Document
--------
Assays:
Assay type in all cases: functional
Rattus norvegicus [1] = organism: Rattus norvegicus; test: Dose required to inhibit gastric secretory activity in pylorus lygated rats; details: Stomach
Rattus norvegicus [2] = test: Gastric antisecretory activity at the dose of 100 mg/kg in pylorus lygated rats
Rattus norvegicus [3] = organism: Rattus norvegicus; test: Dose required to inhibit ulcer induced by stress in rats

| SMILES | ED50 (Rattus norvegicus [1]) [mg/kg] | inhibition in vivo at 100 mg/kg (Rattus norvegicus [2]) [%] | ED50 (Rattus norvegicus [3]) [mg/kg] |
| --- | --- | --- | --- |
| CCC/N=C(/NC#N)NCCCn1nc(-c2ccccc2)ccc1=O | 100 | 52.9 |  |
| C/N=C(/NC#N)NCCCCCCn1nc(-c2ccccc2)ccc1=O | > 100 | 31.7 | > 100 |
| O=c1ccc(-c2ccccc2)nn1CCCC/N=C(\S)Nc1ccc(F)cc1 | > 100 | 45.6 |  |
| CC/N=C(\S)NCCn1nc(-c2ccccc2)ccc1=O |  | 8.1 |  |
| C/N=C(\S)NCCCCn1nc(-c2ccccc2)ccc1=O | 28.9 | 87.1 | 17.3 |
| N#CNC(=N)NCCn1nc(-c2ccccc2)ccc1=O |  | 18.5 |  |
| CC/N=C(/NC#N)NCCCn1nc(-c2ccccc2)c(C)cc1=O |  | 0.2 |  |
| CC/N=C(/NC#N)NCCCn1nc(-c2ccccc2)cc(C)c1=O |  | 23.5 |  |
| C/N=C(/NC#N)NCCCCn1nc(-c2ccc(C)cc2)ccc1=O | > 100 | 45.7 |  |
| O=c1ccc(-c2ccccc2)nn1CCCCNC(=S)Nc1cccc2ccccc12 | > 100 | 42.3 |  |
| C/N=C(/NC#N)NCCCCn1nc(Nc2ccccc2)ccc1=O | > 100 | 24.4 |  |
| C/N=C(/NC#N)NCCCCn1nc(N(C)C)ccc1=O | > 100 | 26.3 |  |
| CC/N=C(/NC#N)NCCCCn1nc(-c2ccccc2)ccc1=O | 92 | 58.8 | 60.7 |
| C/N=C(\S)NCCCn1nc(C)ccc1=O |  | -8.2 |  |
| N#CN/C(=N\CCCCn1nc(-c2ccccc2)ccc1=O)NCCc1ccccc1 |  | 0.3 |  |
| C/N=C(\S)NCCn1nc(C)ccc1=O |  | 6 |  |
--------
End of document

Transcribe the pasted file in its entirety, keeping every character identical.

Assays:
Assay type in all cases: functional
Rattus norvegicus [1] = organism: Rattus norvegicus; test: Dose required to inhibit gastric secretory activity in pylorus lygated rats; details: Stomach
Rattus norvegicus [2] = test: Gastric antisecretory activity at the dose of 100 mg/kg in pylorus lygated rats
Rattus norvegicus [3] = organism: Rattus norvegicus; test: Dose required to inhibit ulcer induced by stress in rats

| SMILES | ED50 (Rattus norvegicus [1]) [mg/kg] | inhibition in vivo at 100 mg/kg (Rattus norvegicus [2]) [%] | ED50 (Rattus norvegicus [3]) [mg/kg] |
| --- | --- | --- | --- |
| CCC/N=C(/NC#N)NCCCn1nc(-c2ccccc2)ccc1=O | 100 | 52.9 |  |
| C/N=C(/NC#N)NCCCCCCn1nc(-c2ccccc2)ccc1=O | > 100 | 31.7 | > 100 |
| O=c1ccc(-c2ccccc2)nn1CCCC/N=C(\S)Nc1ccc(F)cc1 | > 100 | 45.6 |  |
| CC/N=C(\S)NCCn1nc(-c2ccccc2)ccc1=O |  | 8.1 |  |
| C/N=C(\S)NCCCCn1nc(-c2ccccc2)ccc1=O | 28.9 | 87.1 | 17.3 |
| N#CNC(=N)NCCn1nc(-c2ccccc2)ccc1=O |  | 18.5 |  |
| CC/N=C(/NC#N)NCCCn1nc(-c2ccccc2)c(C)cc1=O |  | 0.2 |  |
| CC/N=C(/NC#N)NCCCn1nc(-c2ccccc2)cc(C)c1=O |  | 23.5 |  |
| C/N=C(/NC#N)NCCCCn1nc(-c2ccc(C)cc2)ccc1=O | > 100 | 45.7 |  |
| O=c1ccc(-c2ccccc2)nn1CCCCNC(=S)Nc1cccc2ccccc12 | > 100 | 42.3 |  |
| C/N=C(/NC#N)NCCCCn1nc(Nc2ccccc2)ccc1=O | > 100 | 24.4 |  |
| C/N=C(/NC#N)NCCCCn1nc(N(C)C)ccc1=O | > 100 | 26.3 |  |
| CC/N=C(/NC#N)NCCCCn1nc(-c2ccccc2)ccc1=O | 92 | 58.8 | 60.7 |
| C/N=C(\S)NCCCn1nc(C)ccc1=O |  | -8.2 |  |
| N#CN/C(=N\CCCCn1nc(-c2ccccc2)ccc1=O)NCCc1ccccc1 |  | 0.3 |  |
| C/N=C(\S)NCCn1nc(C)ccc1=O |  | 6 |  |